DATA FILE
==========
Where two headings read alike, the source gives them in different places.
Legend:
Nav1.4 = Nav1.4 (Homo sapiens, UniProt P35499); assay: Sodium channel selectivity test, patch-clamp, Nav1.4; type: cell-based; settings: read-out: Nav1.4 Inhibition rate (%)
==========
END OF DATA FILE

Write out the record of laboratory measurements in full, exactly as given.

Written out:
Where two headings read alike, the source gives them in different places.
Legend:
Nav1.4 = Nav1.4 (Homo sapiens, UniProt P35499); assay: Sodium channel selectivity test, patch-clamp, Nav1.4; type: cell-based; settings: read-out: Nav1.4 Inhibition rate (%)